I am currently reading a fabulous book that has made me think beyond adoptee rights and adoption reform. It is called Ethics in American Adoption by L. Anne Babb. If you have the chance to read something that literally grabs your attention and keeps it, its this book. I know that many of my fellow reformist have indeed read this book. It got me thinking about the money aspect of this. I had estimated that the infant adoption industry is at 3 billion dollars. I have heard that it is 7.3 billion dollars for international adoption. I went through the Texas foster care system and its agencies. I guessed right on that one. The foster care system is a 5 billion dollar business. This is all per year. It totals to quite a lot of money and motivation to keep everything secret. It puts these adoption agencies and attorneys in very powerful positions over us.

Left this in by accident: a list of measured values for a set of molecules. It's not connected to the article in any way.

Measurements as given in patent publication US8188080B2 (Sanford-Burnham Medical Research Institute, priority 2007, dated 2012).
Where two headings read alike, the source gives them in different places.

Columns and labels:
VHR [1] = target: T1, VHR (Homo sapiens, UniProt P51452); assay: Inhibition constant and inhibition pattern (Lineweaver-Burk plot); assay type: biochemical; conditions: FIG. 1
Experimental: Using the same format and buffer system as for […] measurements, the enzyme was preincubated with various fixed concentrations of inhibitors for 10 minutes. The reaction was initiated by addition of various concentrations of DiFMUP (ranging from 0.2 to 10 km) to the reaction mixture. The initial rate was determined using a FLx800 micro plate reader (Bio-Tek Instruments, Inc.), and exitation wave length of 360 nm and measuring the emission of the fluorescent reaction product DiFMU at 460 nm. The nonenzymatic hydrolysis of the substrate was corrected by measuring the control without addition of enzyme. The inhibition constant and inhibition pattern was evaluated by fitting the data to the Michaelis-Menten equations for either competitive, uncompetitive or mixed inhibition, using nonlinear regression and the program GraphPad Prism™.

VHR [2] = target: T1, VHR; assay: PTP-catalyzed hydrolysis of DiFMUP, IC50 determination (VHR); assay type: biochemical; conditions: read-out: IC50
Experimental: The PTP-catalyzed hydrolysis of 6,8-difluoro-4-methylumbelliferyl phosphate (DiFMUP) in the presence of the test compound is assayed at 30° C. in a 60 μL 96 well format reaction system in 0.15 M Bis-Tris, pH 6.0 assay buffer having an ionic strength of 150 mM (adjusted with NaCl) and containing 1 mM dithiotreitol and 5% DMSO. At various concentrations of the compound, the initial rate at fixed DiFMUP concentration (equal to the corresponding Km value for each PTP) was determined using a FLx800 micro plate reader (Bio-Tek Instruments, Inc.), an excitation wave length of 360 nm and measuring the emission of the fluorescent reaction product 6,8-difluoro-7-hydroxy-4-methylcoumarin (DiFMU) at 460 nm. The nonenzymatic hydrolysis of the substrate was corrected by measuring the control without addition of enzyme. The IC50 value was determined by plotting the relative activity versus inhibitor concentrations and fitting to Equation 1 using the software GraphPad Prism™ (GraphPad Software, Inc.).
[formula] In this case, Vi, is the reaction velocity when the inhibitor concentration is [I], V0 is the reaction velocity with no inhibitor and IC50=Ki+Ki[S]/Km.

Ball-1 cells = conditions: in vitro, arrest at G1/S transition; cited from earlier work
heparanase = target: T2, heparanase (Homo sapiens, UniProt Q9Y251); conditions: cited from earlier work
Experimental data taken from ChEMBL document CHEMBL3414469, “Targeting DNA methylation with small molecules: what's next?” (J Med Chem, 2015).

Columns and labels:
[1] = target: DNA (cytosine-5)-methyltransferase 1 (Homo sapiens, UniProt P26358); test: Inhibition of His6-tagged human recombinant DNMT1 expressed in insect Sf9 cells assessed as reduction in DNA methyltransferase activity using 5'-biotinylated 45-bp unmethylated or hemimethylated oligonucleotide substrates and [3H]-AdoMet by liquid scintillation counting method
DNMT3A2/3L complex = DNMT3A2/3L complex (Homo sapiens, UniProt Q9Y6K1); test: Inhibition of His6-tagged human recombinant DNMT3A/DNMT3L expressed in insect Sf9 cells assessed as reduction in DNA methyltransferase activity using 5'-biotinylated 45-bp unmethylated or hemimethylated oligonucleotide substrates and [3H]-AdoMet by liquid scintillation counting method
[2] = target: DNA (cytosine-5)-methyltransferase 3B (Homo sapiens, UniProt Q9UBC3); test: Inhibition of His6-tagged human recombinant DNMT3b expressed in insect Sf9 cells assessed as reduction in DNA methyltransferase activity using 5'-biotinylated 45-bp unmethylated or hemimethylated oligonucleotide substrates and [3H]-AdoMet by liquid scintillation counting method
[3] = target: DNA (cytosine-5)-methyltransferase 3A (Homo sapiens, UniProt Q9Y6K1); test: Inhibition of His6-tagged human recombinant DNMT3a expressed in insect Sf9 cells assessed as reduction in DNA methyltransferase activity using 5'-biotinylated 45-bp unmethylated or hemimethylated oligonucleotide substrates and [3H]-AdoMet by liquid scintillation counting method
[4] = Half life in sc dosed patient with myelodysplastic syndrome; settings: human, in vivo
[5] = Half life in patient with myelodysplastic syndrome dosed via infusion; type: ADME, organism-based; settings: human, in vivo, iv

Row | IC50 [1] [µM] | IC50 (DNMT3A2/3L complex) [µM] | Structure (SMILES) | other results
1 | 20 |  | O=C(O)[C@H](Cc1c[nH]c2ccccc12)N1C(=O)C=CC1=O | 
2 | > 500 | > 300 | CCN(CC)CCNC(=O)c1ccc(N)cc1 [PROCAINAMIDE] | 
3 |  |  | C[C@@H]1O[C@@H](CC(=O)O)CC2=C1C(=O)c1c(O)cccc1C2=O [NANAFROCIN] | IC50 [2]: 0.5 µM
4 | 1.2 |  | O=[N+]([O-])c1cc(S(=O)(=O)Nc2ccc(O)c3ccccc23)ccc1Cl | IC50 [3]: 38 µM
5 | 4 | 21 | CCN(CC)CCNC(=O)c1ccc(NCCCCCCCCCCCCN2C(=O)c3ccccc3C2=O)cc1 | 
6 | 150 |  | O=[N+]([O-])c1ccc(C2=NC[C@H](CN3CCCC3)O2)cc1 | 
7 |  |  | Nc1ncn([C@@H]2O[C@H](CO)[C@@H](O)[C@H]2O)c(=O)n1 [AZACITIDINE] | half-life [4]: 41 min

One of the things that I have noticed about Indiana is that there is no accountability to anyone living adoption. A while back, I called and emailed to the Department of Family Services/Child Protective Services. I asked how an adoptive parent is to check out an adoption agency any agency. There was no way to find any complaints on any adoption agency or attorney. I can no longer blame adoptive parents. They have no resources to find out. So I did my best to follow the money.
The adoption industry is unregulated by an federal or state entity. They regulate themselves.
A majority of the adoption records are now owned by Catholic Charities. I bet you didn't know that Catholic Charities doesn't have to report its earnings because it is considered a church. This is the charity that is operated by the church. It is not however a church. It is a charity. I feel that they should report their earnings to the public. I would like to know how they use their funds. They also get tax dollars from the federal government for their services in helping place foster children, family services, and abstinence education. This is tax dollars that can and have been used against adoptees and their families. Tax dollars paid by you and me, the lowly tax payers.